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First Responder

In The Wake of The Storm

Gerald Meaney, a New Jersey native, was living in Point Pleasant at the time of Hurricane Sandy. He is a former captain of the EMS squad. During Hurricane Sandy he was a volunteer first responder for the Point Pleasant, Bay Head and Mantoloking area. In his narrative, he shares his experience in the wake of the storm.

“The Smallest Things Matter”

Jillian Apel is a resident of Cliffwood Beach, New Jersey, and one of the managers at Pluggy’s Too Deli & Subs in Union Beach. During Hurricane Sandy, Pluggy’s did not sustain any damage to their store and remained open during the days after the storm. In her narrative, Apel talks about her experiences with the customers at Pluggy’s after the storm and why Union Beach is so memorable to her and the community itself.

We wanted to get the people out

Kyle Grace is a police officer and deputy emergency management coordinator in charge of operations in Point Pleasant Beach, New Jersey. During Hurricane Sandy, he was the incident commander in charge of all tactical decisions being made throughout the storm and its immediate aftermath. In this capacity he helped to coordinate the response of the Fire Department, Police Department, Emergency Management, Public Works, and other municipal entities. In his narrative, he talks about coordinating the evacuation of Point Pleasant Beach prior to the storm, as well as the actions taken by first responders in the storm’s aftermath.

Nobody had ever seen anything like this

Steven Henry has worked for the Toms River Police Department for over 25 years. At the time of Hurricane Sandy, he served as the Incident Commander for all operations related to the storm. In this narrative, Steven recalls his experiences as the hurricane was taking place as well as in its immediate aftermath.

We weren't going to do well

Louis Amoruso is the Director of Public Works and the Assistant Business Administrator for Toms River Township, New Jersey. As a child, he spent his summers in Ortley Beach at his family’s beach house, and in 1976 they moved down full-time. Since 1989, he has lived across the bay in Toms River. Amaruso’s job placed him at the center of the action during Hurricane Sandy. In preparation for the storm, his crews worked to build up the sand dunes in Ortley Beach and other communities on the barrier islands. During the storm, he organized the rescues of nearly 500 people stranded in homes. In the days after, he helped to orchestrate the removal of debris from Ortley and other heavily affected areas. In his narrative, Amaruso speaks to his experiences, emphasizes the importance of dunes and storm water management, and praises how people came together in a time of need.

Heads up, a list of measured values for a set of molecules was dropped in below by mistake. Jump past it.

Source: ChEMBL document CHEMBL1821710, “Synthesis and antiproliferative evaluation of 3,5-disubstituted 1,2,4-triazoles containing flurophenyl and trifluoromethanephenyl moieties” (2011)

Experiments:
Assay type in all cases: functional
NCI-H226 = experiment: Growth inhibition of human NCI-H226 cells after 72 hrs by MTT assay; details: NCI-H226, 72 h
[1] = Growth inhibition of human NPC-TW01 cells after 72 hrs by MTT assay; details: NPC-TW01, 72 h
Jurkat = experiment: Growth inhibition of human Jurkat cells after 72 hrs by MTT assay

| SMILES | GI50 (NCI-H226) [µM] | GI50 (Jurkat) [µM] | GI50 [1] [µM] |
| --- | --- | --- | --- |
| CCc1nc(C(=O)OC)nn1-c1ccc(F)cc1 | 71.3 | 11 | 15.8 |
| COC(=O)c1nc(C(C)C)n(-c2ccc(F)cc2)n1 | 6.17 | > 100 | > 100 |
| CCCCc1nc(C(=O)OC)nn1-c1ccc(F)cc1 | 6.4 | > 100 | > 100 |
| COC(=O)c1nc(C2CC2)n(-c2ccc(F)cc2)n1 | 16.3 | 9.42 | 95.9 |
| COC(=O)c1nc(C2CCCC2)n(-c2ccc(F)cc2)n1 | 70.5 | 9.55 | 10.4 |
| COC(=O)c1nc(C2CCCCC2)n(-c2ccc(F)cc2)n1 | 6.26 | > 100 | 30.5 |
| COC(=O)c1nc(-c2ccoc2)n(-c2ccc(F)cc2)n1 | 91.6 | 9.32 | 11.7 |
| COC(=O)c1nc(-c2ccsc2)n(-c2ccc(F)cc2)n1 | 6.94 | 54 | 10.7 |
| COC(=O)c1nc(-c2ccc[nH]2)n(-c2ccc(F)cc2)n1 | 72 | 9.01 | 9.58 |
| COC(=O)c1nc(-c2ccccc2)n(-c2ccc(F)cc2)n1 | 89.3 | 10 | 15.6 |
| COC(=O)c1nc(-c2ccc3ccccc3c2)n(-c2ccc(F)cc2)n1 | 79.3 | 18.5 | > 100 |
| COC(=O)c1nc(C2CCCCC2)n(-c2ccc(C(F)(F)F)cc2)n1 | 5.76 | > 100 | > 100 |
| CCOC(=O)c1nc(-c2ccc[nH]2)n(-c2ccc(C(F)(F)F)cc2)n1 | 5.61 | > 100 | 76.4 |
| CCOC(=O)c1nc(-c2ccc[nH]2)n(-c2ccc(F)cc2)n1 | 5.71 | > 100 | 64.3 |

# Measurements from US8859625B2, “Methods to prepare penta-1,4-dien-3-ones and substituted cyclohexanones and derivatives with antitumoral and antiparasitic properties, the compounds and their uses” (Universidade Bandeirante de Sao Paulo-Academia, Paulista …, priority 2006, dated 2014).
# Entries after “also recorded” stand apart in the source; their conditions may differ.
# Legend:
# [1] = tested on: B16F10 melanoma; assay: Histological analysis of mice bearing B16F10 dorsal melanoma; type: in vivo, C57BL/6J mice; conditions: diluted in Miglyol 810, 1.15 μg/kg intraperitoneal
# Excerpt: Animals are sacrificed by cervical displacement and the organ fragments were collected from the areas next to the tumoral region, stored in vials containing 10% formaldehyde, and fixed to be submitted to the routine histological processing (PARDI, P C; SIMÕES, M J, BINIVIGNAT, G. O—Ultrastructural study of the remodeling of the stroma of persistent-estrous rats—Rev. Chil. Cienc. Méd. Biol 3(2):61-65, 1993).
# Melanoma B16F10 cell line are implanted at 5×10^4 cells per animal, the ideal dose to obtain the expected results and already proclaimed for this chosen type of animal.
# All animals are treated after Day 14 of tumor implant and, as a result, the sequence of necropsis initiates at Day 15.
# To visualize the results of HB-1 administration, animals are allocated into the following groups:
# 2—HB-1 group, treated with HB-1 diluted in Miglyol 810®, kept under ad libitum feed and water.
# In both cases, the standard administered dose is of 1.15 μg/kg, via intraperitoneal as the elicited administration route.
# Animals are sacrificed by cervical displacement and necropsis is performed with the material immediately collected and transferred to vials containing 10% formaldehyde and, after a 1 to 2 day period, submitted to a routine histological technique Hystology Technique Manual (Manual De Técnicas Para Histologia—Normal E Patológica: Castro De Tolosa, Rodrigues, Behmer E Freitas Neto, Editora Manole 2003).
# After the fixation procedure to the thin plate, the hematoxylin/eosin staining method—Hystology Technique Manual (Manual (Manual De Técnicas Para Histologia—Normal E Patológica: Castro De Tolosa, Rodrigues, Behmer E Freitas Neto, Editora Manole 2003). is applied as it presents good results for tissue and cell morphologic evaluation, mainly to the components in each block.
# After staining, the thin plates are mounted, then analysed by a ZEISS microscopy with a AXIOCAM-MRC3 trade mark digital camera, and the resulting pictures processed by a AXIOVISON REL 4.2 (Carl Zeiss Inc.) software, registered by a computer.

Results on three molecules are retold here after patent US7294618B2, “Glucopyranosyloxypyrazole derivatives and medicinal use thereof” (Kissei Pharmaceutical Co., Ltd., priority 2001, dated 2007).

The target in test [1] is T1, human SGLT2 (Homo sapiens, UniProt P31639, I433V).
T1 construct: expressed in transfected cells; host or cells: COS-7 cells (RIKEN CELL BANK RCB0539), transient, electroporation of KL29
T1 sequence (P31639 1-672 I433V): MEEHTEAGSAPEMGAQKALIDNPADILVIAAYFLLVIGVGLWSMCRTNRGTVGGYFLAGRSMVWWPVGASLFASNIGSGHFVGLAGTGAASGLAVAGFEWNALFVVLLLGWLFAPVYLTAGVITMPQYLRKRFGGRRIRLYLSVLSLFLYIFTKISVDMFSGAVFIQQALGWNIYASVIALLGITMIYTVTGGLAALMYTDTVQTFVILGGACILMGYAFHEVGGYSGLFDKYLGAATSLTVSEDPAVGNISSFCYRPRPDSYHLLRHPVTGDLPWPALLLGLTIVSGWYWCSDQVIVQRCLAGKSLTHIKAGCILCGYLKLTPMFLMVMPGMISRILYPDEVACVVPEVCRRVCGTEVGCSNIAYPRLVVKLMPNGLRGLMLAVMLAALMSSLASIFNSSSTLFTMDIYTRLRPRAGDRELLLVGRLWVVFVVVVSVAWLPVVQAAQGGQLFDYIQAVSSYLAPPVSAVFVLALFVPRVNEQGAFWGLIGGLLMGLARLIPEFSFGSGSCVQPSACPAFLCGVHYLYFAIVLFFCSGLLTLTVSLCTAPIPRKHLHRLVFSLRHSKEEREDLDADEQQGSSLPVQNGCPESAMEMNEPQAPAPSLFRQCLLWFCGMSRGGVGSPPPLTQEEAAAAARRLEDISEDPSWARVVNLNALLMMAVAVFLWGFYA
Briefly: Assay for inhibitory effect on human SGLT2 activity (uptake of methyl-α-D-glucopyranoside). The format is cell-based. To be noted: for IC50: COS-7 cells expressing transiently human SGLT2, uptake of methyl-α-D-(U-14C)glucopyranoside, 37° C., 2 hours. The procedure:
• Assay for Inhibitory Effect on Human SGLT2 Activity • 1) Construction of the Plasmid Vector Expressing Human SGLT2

Finally had a hot cooked meal

William Johnson lives in Ocean Port, New Jersey, and is owner of Scala’s Pizzeria in Long Branch. At the time of Hurricane Sandy, he was a Councilman in Ocean Port. Though his home and business were spared much of the destruction that others have faced, his neighbors and mother-in-law were not as fortunate. In his narrative, William speaks of his experiences during the storm as well as the process of recovery. He is pleased to see how people in the community have pulled together to get through the storm.

Something that brings us together, as a community, in a weird way

Megan Miller is a special education teacher who works in Point Pleasant, New Jersey. She and her husband (at the time fiancé) own a home in the Township of Brick. During Hurricane Sandy they acted as First Responders, assisting people and aiding in evacuations throughout Point Pleasant. The following day, they discovered that the storm had caused severe damage to their home. In her narrative, Meghan speaks of their actions during the storm, and the challenges they have faced in rebuilding their home. She also mentions her visit to the Ellen DeGeneres Show, in which she discovered that Ellen had generously agreed to help rebuild their home.

Never had a storm like this

Kenneth Ferrante has served the city of Hoboken for twenty-two years, first as a patrol officer and now as the Chief of Police. During Hurricane Sandy, Ferrante was the Commander of the south portion of Hoboken and was in charge of forty officers. In his narrative, he discusses his experiences in responding to those in need during the storm. He also discusses the progress the city had made in the aftermath, the community’s strengthened resilience, and the department’s continuing work to protect and serve.

We are pretty tough people

Jim Gaul is a police officer at Monmouth University who also volunteers as a firefighter in his hometown of Ramtown, New Jersey. Monmouth University was used as a relief shelter for citizens of Monmouth County during and after the storm. Jim worked check-in at the shelter and provided security to keep the growing number of people safe and content. After the shelter closed, Jim aided the Ramtown Fire Company in responding to calls. In this narrative, Jim talks about his experience in the storm, the people he encountered in the shelter, and the fire calls he answered back in his hometown.

Searching for a sense of normalcy

MaryAnn Nagy lives in Eatontown, New Jersey, and is the Vice President of Student Affairs at Monmouth University. The University became a temporary relief shelter for Monmouth County residents during the storm. MaryAnn organized food preparation for the shelter, and she also provided support to the remaining students on campus who were unable to evacuate. In her narrative, she discusses the preparation of the shelter, the challenges she faced in keeping the shelter stocked, and the plans she put into place to keep students safe during the storm.